American Medical Biographies/Worcester, Noah

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2388684American Medical Biographies — Worcester, Noah1920Henry Ebenezer Handerson

Worcester, Noah (1812–1847)

Noah Worcester, an early dermatologist of Cincinnati and Cleveland, Ohio, was born in Thornton, New Hampshire, July 29, 1812, the son of a teacher of very moderate estate. He was compelled to provide largely for his education by teaching, and in this way struggled through Harvard College after an interrupted course of study of five years, 1827–1832; then settled in Hanover, New Hampshire, studied under R. D. Mussey (q.v.), matriculated in the medical department of Dartmouth College, and graduated there in 1838. He was at once appointed demonstrator of anatomy in his alma mater, and invited by Dr. Mussey to become his assistant. When, in the same year, Dr. Mussey accepted the chair of surgery in the Medical College of Ohio, Worcester was invited to accompany him and be his partner. Soon after his arrival in Cincinnati he received the chair of physical diagnosis in the Medical College of Ohio and in 1841 visited Europe and renewed his studies in London and Paris.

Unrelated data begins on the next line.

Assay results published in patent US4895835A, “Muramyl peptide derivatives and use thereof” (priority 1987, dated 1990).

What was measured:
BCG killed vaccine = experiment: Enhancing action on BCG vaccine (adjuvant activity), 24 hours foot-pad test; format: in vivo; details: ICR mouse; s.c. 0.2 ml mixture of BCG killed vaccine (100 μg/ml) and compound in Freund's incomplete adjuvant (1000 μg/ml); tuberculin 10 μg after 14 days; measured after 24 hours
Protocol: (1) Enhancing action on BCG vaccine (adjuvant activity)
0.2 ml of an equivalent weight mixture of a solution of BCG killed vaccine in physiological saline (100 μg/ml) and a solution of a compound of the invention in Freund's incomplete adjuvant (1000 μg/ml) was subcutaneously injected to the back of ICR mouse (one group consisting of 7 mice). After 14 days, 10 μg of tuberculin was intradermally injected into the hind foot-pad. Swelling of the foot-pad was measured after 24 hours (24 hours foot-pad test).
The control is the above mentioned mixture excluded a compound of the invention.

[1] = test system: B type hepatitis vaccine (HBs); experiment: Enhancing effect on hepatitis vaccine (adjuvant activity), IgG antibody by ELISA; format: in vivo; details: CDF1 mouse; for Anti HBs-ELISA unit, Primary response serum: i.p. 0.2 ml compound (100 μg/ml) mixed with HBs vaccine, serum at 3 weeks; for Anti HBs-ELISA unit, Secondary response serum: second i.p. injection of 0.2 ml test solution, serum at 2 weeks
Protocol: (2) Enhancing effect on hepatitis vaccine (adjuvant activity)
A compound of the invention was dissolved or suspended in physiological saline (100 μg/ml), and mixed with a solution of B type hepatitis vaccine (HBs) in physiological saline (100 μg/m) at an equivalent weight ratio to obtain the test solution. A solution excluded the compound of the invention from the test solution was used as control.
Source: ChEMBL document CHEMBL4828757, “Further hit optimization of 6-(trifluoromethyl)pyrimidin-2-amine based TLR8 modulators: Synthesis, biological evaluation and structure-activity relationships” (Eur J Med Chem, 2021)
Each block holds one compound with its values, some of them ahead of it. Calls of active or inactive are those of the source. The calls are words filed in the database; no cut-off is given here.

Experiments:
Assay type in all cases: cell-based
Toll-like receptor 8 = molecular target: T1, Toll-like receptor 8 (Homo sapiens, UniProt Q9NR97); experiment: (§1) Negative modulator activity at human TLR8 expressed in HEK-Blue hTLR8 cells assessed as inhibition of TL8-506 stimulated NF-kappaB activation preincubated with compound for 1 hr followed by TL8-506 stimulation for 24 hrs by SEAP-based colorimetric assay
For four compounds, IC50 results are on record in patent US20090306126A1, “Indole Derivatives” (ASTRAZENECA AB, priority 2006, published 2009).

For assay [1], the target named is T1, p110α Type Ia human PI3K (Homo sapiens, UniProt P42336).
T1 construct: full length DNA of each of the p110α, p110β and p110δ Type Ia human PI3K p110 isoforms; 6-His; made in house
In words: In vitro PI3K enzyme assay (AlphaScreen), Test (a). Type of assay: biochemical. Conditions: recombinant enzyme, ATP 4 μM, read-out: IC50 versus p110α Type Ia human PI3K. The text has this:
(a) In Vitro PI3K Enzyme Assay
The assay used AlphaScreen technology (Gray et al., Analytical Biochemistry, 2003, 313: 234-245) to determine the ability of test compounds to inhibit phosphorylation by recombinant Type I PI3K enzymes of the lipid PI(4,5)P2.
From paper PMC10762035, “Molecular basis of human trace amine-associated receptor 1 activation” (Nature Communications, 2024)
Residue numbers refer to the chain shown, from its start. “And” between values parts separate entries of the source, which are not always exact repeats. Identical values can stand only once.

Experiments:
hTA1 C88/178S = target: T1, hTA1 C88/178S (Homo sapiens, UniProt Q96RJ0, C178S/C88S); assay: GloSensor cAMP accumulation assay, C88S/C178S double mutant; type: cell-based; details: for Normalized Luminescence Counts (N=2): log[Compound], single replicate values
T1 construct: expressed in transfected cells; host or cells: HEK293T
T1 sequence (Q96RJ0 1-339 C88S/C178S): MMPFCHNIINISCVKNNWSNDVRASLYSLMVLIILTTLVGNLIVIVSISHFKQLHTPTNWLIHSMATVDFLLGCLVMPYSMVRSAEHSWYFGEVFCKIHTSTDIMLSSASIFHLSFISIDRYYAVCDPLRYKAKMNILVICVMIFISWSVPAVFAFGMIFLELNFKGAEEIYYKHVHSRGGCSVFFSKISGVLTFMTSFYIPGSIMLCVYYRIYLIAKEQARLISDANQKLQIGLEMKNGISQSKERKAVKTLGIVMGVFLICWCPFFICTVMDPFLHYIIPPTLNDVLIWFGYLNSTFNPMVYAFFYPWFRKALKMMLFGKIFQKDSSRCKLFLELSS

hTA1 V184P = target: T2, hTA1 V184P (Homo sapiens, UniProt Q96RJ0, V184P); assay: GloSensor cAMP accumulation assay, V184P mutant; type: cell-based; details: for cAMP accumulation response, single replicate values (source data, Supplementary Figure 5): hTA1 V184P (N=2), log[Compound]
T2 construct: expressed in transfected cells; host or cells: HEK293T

On his return to the United States in 1842 he married Jane Shedd, of Peacham, Vermont, an old sweetheart, well advanced in pulmonary tuberculosis, a disease which terminated her life in the following year. Grief at her loss, and the intimate association and anxiety which preceded her death, wore heavily upon the health of her husband, and from this time Dr. Worcester was always an invalid and soon developed signs of undoubted tuberculosis. He was himself a firm believer in the infectiousness of that disease. In spite of waning health and strength, he struggled bravely to fulfil the duties of his profession, and in 1843 even accepted the chair of general pathology, physical diagnosis and diseases of the skin in the newly organized medical college of Cleveland. He was, however, never able to perform the work in spite of the generous and hearty aid afforded by his medical colleagues. For a year or two he lectured on diseases of the skin, but soon even this labor proved too great and he retired to Cincinnati, where he died of tuberculosis April 4, 1847.

We have from his pen "A Synopsis of the Symptoms, Diagnosis and Treatment of the more Common and Important Diseases of the Skin," Philadelphia, 1845.

From an Address by Jacob J. Delamater, Cleveland, Nov. 3, 1847.